Primary care physicians suggest areas of improvement for preventive services
Researchers use survey to identify services physicians would most like assistance with.
Diet, exercise, and smoking are three contributors to patient health – and three areas that have room for improvement when primary care physicians counsel patients.
Members of the American Academy of Family Physicians (AAFP) were among respondents in survey asking rural and nonrural physicians about ways to improve preventive services delivered to patients.
“These findings can help guide future quality improvement work between and collaborations with health research teams,” corresponding author Michaela Brtnikova, PhD, MPH, said in the AAFP summary. “Knowing that family physicians felt they could most use help with primary prevention services can generate development and testing of a variety of different prevention approaches, including ones tailored for different types of practice settings.”
The study analyzed 326 responses from 177 rural and 149 nonrural clinicians, with 88% of them being physicians from 49 states. They were asked about activities recommended by the U.S. Preventive Services Task Force, along with peripheral vascular disease, because of local interest in that topic, and cancer survivorship.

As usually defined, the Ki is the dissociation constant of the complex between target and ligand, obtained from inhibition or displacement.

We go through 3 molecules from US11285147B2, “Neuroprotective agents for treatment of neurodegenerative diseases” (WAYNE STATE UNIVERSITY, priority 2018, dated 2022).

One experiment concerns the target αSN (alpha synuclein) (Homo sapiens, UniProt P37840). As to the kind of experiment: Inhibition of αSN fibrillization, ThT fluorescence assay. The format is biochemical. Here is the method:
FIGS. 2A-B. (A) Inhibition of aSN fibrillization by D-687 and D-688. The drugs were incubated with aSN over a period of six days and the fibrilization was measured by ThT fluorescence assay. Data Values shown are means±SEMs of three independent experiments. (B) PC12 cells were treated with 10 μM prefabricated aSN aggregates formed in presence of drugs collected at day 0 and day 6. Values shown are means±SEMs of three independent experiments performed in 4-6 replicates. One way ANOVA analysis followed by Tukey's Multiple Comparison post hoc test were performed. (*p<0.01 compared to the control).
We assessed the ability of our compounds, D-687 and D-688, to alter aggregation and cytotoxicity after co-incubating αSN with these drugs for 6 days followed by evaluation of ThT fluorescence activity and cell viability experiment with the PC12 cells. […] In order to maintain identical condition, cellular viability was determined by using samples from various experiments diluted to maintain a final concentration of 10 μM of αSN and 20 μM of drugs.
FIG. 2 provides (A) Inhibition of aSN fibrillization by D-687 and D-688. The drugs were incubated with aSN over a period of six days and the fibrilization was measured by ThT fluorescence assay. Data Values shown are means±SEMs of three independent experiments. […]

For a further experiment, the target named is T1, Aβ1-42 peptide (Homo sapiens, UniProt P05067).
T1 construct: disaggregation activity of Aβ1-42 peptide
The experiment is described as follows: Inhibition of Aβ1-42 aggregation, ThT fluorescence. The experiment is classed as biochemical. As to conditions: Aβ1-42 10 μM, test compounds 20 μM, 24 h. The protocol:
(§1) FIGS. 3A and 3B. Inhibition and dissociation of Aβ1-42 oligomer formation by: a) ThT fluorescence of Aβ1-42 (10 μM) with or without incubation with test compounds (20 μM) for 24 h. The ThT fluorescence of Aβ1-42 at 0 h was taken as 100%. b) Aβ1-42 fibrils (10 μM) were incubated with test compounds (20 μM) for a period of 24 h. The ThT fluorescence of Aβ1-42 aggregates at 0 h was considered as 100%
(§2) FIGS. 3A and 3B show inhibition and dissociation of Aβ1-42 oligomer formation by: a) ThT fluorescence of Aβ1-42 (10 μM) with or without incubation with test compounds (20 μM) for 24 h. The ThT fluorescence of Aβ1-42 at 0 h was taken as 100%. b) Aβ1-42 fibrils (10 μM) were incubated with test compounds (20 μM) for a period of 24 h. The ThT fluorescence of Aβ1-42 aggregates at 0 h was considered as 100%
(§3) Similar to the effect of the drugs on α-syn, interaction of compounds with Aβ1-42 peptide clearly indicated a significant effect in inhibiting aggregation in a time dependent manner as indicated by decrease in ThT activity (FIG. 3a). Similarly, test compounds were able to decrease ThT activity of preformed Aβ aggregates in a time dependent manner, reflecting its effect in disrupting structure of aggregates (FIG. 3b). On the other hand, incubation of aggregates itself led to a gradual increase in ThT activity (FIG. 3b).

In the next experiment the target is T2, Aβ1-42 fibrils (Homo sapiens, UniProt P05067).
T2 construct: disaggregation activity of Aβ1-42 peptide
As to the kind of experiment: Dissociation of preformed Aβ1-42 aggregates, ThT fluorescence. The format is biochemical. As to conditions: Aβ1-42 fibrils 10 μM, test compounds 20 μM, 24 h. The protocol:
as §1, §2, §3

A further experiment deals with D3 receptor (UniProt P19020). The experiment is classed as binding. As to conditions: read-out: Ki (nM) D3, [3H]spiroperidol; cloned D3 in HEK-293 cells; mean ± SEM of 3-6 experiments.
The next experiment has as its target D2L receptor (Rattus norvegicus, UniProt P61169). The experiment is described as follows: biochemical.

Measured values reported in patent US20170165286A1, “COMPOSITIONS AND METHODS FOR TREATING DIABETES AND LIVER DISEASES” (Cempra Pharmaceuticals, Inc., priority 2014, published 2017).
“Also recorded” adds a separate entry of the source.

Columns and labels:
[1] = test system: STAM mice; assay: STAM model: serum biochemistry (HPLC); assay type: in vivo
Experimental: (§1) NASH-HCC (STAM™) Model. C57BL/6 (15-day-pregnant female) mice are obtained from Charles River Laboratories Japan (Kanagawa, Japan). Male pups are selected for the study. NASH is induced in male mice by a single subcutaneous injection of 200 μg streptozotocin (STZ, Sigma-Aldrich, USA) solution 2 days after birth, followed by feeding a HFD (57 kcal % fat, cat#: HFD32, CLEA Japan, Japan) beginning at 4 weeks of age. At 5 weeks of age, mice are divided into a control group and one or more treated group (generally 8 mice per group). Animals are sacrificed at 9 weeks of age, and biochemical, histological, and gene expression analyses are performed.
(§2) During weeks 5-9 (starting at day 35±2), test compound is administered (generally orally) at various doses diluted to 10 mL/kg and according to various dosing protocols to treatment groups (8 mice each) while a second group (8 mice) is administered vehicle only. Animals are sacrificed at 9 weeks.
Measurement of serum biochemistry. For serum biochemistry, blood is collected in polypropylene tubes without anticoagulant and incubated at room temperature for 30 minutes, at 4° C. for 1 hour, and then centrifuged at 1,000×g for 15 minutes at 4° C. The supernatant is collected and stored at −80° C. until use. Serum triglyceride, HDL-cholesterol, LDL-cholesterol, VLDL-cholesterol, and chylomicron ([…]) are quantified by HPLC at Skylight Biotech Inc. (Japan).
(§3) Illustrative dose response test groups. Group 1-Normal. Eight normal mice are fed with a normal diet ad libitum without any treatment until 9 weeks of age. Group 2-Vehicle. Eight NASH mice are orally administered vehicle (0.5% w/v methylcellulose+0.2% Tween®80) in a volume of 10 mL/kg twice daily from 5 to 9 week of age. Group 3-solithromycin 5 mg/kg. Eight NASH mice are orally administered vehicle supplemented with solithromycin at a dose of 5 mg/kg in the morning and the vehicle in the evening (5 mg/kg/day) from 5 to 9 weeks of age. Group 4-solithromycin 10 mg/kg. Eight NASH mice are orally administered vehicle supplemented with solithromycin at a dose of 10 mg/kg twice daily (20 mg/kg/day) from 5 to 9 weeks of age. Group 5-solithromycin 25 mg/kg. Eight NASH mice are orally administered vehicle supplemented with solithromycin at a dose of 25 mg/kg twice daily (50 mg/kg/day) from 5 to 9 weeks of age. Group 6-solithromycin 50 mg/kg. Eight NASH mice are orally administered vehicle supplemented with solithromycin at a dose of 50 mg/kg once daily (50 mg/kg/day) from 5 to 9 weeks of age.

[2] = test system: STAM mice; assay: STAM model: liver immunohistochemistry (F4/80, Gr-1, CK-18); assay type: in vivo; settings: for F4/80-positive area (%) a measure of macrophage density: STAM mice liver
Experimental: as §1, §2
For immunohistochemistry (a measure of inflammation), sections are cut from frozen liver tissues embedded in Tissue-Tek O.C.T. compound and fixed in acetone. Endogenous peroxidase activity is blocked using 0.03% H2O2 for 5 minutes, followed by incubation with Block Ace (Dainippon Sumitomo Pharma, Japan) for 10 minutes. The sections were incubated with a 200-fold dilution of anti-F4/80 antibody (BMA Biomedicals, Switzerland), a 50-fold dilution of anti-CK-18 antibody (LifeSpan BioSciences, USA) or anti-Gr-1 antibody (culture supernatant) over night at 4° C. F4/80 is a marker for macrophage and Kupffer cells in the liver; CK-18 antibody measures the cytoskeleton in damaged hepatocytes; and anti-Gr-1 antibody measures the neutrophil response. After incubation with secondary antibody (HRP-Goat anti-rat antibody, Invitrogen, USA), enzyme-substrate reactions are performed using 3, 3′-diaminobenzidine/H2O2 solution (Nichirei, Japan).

The results showed:
- Clinicians felt the greatest need for improvement was in primary prevention behavior change counseling activities. The areas with greatest need for improvement were assessment and counseling for nutrition and dietary behavior; physical activity; and tobacco use.
- Improving five primary prevention activities – diet, exercise, smoking, with HPV discussion and vaccines, and alcohol use assessment and counseling – all ranked higher than cancer or noncancer screenings.
- There is greater need to improve cancer screening activities, than noncancer screenings.
- Among screenings, colorectal cancer had the greatest need for improvement, followed by lung cancer, breast cancer, high blood pressure, cervical cancer, lipid disorders, and peripheral artery disease.
- Cancer survivorship was an area rated as having the least need for improvement.
There was little difference in the ratings from rural and nonrural clinicians, a surprise “given the document higher levels of risk, poorer health, greater social determinants of health challenges and generally fewer resources in rural settings,” the study said.
Brtnikova said researchers and AAFP want to hear more from different family physicians about what they feel they need for primary prevention services.
“The ultimate direction will depend on the research partners involved and results of our current shared decision-making research,” she said. “We also have a proposal under review to implement a health risk appraisal and feedback web tool that helps inform patients and practices about nine different behavior change and mental health risks and individual health risks that helps patients set goals for areas they prioritize. We would welcome participation in it.”
Family physicians interested in participating are invited to contact Elise Robertson, M.A., research project manager in the AAFP’s Practice-Based Research, Innovation and Evaluation Division.
The full study, “Priorities for improvement across cancer and non-cancer related preventive services among rural and non-rural clinicians,” was published by BMC Primary Care online Sept. 9, 2022.